Your body needs antioxidant to protect healthy cells against the assaults of harmful chemicals known as free radicals. These free radicals are highly reactive, with the potential to damage cells and cause a number of diseases including cancer. They are naturally formed in the body, but some environmental toxins may also contain them or may stimulate the cells to produce more of them. To prevent free radicals from damaging your cells, you need antioxidants.

Antioxidants neutralize free radicals by giving them the missing electrons they need. They are also naturally produced by our body (endogenous antioxidants), but these are not often enough to combat the hundreds of toxins, pollutants and all other harmful chemicals that attack our cells every day. This is why we need exogenous or dietary antioxidants from fruits, vegetables, supplements and the like to prevent free radicals from causing damage. The following are some foods you should include in your diet to raise your body’s defenses against these disease-causing free radicals.

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Here's our list of foods very rich in antioxidants / PicHelp
Here’s our list of foods very rich in antioxidants / PicHelp


As it turns out, garlic is more than just a delicious flavoring for any dish. This everyday ingredient is also a natural anti-bacterial, capable of killing some strains of harmful microorganisms. In addition, it is also a good source of exogenous antioxidant. It contains allyl cysteine, alliin, allicin, and allyl disulfide, which help protect the cells against free radical damage.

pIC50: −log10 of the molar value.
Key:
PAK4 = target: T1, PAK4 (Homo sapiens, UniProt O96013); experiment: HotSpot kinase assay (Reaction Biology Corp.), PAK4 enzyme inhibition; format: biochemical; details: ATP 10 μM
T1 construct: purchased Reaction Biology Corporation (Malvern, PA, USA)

Did you ever wonder why coronary heart disease-related deaths are low in France despite the French’s high saturated fat intake? Researchers found that red wine consumption counteracts the untoward effects of saturated fats because grapes contain high amount of antioxidant. Whether they are red, purple or blue, grapes are loaded phytochemicals that are important for eye health and may help combat cancer and heart disease.


A research conducted by Dr. James Joseph, a lead scientist at the USDA Human Nutrition Research Center on Aging at Tufts University, showed that daily consumption of blueberries (even at modest amount) can slow down memory loss and motor coordination impairment – two conditions that often accompany aging. Separate studies in Europe also showed that the fruit can also lower blood cholesterol, promote urinary health, reduce risk to cardiovascular disease, and suppress the growth of some types of cancer cells.

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Dark green vegetables are excellent source of carotenoids, calcium, fiber, folate, iron, vitamin C and K, and many other nutrients. They also contain compounds that can inhibit the growth of certain types of cancer cells. Arugula, brocolli, cauliflower, collard greens, chicory, kale, lettuce, spinach, and Swiss chard in particular contain chemicals known as glucosinates. These chemicals are broken down into active compounds that have shown anticancer effects in cells.


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